Edinburgh Castle

Edinburgh Castle

Top Tourist Attractions

Edinburgh Castle is a historic castle in Edinburgh, Scotland. It stands on Castle Rock, which has been occupied by humans since at least the Iron Age, although the nature of the early settlement is unclear. Built 11th Century through to the 21st Century. Visited by over 2.2m people in 2019.

Edinburgh Castle is one of the most exciting historic sites in Western Europe. Set in the heart of Scotland's dynamic capital city, it is one of the oldest fortified places in Europe.
With a long rich history as a royal residence, military garrison, prison, and fortress, it is alive with many exciting tales. When you climb Castle Hill, you will walk in the footsteps of soldiers, kings, and queens.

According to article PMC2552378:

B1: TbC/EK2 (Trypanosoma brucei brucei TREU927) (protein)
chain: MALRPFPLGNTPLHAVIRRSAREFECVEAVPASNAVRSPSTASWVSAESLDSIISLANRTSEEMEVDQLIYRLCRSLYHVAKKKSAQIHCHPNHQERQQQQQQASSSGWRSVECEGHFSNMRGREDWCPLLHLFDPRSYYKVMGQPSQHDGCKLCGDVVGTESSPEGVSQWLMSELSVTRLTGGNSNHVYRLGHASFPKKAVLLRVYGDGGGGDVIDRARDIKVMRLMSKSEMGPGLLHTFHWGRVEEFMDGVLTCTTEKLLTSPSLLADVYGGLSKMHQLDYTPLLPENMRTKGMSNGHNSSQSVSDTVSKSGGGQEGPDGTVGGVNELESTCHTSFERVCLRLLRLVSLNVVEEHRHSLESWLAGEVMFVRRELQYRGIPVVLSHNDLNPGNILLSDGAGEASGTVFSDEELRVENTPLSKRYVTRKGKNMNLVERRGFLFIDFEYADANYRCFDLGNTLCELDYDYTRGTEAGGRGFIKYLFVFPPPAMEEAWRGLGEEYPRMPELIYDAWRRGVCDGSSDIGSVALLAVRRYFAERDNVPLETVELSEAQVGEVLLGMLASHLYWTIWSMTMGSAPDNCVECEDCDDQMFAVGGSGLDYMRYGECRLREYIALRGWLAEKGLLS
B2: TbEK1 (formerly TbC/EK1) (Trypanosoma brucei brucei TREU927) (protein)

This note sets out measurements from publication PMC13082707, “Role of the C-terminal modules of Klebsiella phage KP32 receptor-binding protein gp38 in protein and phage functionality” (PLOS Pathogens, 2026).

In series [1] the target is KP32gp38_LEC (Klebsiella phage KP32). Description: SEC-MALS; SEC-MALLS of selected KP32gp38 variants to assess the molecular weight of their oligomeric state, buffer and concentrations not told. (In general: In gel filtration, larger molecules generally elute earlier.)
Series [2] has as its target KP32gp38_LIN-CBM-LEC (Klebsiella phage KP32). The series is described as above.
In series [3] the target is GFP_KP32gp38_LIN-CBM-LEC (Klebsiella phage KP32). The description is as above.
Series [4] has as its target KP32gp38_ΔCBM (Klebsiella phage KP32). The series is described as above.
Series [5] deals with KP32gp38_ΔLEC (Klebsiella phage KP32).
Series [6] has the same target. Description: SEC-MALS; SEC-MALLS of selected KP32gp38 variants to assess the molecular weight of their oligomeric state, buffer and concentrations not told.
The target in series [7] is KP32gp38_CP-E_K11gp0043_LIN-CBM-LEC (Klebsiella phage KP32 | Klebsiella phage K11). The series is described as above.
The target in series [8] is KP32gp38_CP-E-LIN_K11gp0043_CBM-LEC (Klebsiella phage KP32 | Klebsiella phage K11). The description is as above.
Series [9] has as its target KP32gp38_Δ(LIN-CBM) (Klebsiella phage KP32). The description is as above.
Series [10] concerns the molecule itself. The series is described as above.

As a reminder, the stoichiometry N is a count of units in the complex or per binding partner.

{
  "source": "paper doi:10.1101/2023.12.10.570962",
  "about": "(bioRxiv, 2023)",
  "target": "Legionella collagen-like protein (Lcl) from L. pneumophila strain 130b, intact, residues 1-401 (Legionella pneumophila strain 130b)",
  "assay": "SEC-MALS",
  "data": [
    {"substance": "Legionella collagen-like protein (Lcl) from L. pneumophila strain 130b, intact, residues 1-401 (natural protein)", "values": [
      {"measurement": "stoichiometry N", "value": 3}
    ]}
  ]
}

Explore the castle's highlights

Some of the fascinating highlights that will mesmerize visitors are:

The Great Hall

  • The Great Hall certainly is a marvel of the old era. It highlights the grandeur of the times when Kings displayed their power publicly. The hall displays weapons and armours reminiscent of its glorious military past. The hall’s original hammer-beam roof is one of the only two late medieval roofs surviving in Scotland. The Great Hall plays a pivotal role in national life as an important, high-status venue for State and government occasions. It is located in the crown square of the castle.
  • The Royal Palace
    The Royal Palace is located in Crown Square and the Most famous Mary Queen of Scots lived here. It houses the crown, the sceptre, and the sword of state. The architecture is exquisite and spectacular. Some key moments in Scotland’s history took place within the palace walls.
  • The Honours Of Scotland